What is it?
After years of focusing on an escalating world of futuristic jetpack-jumping warfare, Call of Duty has finally returned to its boots on the ground combat by heading back to basics in World War II. No wall running. No wacky weaponry. Just down to earth characters that have to go through a series of horrific true-to-life events.
Is it any good?
Taking Call of Duty away from the intense chaos of recent titles has actually made its gameplay a lot more enjoyable, not to mention realistic and relatable as well. The story campaign in WWII is the best I’ve played in years, because it includes a good mixture of slower stealth segments, explosive vehicle warfare and all-out action. The D-Day invasion of Normandy and the holocaust are tackled throughout its story and as a result I empathised with what the characters had to deal with during its time period. It’s rare that gamers are given such a gut wrenching retelling of a terrible time in history, but it is accomplished with grace and honour.
Most people will undoubtedly pick this up for some addictive multiplayer action and WWII offers a return to form for those who are sick of wall running, jetpack chaos. Placing boots on the ground allows for less time frantically running away from a swarm of hi-tech gadgetry and more time to focus on shooting, plain and simple. One of the latest and greatest game modes is ‘War’ and it’s already a firm favourite in my books: you and your team must battle through enemy resistance whilst escorting a tank to the end of the map at the same time. It’s incredibly fun because it relies on a lot more teamwork than usual and though it’s clearly ripped off a similar mode seen in Battlefield 1, it brings a breath of fresh air to COD.
When you’re not diving into one of the usual modes there’s even a home hub to wait in with your friends before a match starts, something that clearly takes inspiration from Destiny and works well as a social space to mess around in with friends. There’s a shooting range to test your accuracy against a buddy and even an area that pits you in a mini 1v1 60 second death match.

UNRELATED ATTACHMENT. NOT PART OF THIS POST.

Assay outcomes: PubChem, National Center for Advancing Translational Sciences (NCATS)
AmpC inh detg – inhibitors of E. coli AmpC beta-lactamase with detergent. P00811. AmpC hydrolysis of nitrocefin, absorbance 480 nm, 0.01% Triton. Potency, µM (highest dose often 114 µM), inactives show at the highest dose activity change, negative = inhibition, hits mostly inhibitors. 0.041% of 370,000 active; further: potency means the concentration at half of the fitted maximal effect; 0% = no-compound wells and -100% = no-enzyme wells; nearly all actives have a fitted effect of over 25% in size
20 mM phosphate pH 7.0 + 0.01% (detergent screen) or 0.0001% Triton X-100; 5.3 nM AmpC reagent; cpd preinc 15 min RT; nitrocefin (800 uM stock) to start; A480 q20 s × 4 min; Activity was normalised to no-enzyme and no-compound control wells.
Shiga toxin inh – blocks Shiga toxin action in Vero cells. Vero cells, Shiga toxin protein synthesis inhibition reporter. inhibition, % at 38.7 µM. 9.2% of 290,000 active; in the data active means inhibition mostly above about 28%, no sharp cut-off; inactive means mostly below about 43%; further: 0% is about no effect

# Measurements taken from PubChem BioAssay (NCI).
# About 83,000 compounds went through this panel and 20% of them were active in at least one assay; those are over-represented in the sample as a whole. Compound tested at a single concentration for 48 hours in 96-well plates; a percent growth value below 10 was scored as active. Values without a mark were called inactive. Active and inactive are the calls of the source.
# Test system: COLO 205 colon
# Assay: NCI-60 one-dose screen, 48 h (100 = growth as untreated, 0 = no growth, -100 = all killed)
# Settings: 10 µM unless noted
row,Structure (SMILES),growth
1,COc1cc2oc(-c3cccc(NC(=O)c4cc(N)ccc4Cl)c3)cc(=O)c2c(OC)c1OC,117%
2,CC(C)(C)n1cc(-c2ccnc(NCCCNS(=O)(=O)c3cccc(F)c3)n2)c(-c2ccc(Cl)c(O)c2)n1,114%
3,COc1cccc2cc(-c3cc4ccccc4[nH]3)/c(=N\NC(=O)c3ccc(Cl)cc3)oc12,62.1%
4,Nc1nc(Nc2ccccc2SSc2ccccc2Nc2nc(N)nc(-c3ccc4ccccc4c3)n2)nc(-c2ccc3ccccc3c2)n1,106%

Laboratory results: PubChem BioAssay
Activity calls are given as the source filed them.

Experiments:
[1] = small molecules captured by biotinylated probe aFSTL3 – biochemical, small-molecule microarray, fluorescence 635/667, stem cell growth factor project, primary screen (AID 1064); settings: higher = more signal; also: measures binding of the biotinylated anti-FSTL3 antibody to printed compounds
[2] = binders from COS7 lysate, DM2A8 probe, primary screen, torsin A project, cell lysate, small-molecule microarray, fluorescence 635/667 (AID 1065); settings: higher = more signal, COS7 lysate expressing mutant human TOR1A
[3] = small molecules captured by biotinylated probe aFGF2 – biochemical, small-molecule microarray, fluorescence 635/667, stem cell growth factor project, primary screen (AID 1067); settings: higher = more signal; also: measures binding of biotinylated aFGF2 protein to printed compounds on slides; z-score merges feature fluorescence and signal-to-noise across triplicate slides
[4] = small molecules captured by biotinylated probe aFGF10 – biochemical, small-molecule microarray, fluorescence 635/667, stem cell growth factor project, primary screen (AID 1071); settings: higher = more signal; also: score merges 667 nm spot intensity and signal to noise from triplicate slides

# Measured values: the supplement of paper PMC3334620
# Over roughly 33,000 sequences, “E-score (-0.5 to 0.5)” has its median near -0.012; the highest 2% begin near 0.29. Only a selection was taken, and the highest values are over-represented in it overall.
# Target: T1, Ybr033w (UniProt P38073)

The last major talking point is zombies. This time the undead have received a much grittier and gorier overhaul that will likely present you with more than a few jump scares. It’s a terrifying zombie campaign filled with countless objectives and occupied by some notable actors taking on the four lead roles, including the brilliant David Tennant. The addition of a notepad that helps by giving hints towards the next objective is also really handy.
Anything bad to report?
At the time of writing, the servers are a mixed bag. It’s been five days since launch and yet I’ve already had three matches completely freeze and breakdown on me at the end. This has caused me to not only lose my progress, but also forced me to manually close down the game and restart. It counted the crashes as a loss and I found it incredibly frustrating. Here’s hoping the developers take the necessary action to fix these issues. Not only that, but the ‘thriving’ online hub has never shown any other players to interact with, other than the friends in my party.
I’ve also experienced a fair few glitches in the campaign such as enemies or items clipping through scenery, but it’s provided more laughs than distress.
Should you buy it?
If, like me, you began to get sick of the hi-tech wizardry that began to plague the last few titles, then I would highly recommend picking this up. The campaign is great, multiplayer is awesome and the reshaped zombies mode comes as a fantastic surprise.